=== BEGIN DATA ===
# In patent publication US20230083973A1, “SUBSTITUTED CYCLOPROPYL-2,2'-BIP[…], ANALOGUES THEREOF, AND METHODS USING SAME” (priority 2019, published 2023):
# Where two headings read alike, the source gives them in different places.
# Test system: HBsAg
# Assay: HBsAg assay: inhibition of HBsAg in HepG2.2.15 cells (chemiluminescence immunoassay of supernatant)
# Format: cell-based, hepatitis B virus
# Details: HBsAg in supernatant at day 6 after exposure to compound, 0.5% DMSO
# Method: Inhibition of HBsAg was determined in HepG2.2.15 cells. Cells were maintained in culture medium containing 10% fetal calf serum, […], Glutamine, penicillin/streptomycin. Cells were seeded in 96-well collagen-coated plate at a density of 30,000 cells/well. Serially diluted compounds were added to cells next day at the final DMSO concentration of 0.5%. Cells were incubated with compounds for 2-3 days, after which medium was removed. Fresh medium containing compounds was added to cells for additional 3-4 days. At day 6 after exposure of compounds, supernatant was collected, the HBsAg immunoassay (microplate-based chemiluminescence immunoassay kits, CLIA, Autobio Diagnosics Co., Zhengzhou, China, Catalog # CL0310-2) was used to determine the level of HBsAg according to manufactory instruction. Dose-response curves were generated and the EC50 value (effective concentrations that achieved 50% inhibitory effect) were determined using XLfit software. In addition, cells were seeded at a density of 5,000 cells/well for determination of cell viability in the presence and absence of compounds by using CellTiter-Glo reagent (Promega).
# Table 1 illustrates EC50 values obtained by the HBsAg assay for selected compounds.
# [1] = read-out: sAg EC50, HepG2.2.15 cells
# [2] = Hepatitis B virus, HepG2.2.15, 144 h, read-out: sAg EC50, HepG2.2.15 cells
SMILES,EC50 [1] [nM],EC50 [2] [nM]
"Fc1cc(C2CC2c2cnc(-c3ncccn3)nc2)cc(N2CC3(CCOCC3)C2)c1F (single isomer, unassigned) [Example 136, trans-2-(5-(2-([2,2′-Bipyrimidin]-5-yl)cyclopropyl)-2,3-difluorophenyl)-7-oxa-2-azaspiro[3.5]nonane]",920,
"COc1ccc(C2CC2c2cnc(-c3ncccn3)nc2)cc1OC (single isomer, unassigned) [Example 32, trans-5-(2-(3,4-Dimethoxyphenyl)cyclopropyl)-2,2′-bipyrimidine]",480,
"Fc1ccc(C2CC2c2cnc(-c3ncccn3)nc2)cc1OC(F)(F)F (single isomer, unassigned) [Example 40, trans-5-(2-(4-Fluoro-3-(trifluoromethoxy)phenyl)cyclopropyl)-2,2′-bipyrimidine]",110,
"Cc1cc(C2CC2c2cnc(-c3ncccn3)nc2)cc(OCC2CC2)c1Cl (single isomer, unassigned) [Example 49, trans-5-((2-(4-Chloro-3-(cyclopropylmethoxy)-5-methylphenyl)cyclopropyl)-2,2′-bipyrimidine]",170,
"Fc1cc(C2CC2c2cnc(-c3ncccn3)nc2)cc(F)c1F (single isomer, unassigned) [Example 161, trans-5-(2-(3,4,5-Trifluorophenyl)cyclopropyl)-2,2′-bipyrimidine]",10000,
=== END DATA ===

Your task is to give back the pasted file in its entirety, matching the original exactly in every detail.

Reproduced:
# In patent publication US20230083973A1, “SUBSTITUTED CYCLOPROPYL-2,2'-BIP[…], ANALOGUES THEREOF, AND METHODS USING SAME” (priority 2019, published 2023):
# Where two headings read alike, the source gives them in different places.
# Test system: HBsAg
# Assay: HBsAg assay: inhibition of HBsAg in HepG2.2.15 cells (chemiluminescence immunoassay of supernatant)
# Format: cell-based, hepatitis B virus
# Details: HBsAg in supernatant at day 6 after exposure to compound, 0.5% DMSO
# Method: Inhibition of HBsAg was determined in HepG2.2.15 cells. Cells were maintained in culture medium containing 10% fetal calf serum, […], Glutamine, penicillin/streptomycin. Cells were seeded in 96-well collagen-coated plate at a density of 30,000 cells/well. Serially diluted compounds were added to cells next day at the final DMSO concentration of 0.5%. Cells were incubated with compounds for 2-3 days, after which medium was removed. Fresh medium containing compounds was added to cells for additional 3-4 days. At day 6 after exposure of compounds, supernatant was collected, the HBsAg immunoassay (microplate-based chemiluminescence immunoassay kits, CLIA, Autobio Diagnosics Co., Zhengzhou, China, Catalog # CL0310-2) was used to determine the level of HBsAg according to manufactory instruction. Dose-response curves were generated and the EC50 value (effective concentrations that achieved 50% inhibitory effect) were determined using XLfit software. In addition, cells were seeded at a density of 5,000 cells/well for determination of cell viability in the presence and absence of compounds by using CellTiter-Glo reagent (Promega).
# Table 1 illustrates EC50 values obtained by the HBsAg assay for selected compounds.
# [1] = read-out: sAg EC50, HepG2.2.15 cells
# [2] = Hepatitis B virus, HepG2.2.15, 144 h, read-out: sAg EC50, HepG2.2.15 cells
SMILES,EC50 [1] [nM],EC50 [2] [nM]
"Fc1cc(C2CC2c2cnc(-c3ncccn3)nc2)cc(N2CC3(CCOCC3)C2)c1F (single isomer, unassigned) [Example 136, trans-2-(5-(2-([2,2′-Bipyrimidin]-5-yl)cyclopropyl)-2,3-difluorophenyl)-7-oxa-2-azaspiro[3.5]nonane]",920,
"COc1ccc(C2CC2c2cnc(-c3ncccn3)nc2)cc1OC (single isomer, unassigned) [Example 32, trans-5-(2-(3,4-Dimethoxyphenyl)cyclopropyl)-2,2′-bipyrimidine]",480,
"Fc1ccc(C2CC2c2cnc(-c3ncccn3)nc2)cc1OC(F)(F)F (single isomer, unassigned) [Example 40, trans-5-(2-(4-Fluoro-3-(trifluoromethoxy)phenyl)cyclopropyl)-2,2′-bipyrimidine]",110,
"Cc1cc(C2CC2c2cnc(-c3ncccn3)nc2)cc(OCC2CC2)c1Cl (single isomer, unassigned) [Example 49, trans-5-((2-(4-Chloro-3-(cyclopropylmethoxy)-5-methylphenyl)cyclopropyl)-2,2′-bipyrimidine]",170,
"Fc1cc(C2CC2c2cnc(-c3ncccn3)nc2)cc(F)c1F (single isomer, unassigned) [Example 161, trans-5-(2-(3,4,5-Trifluorophenyl)cyclopropyl)-2,2′-bipyrimidine]",10000,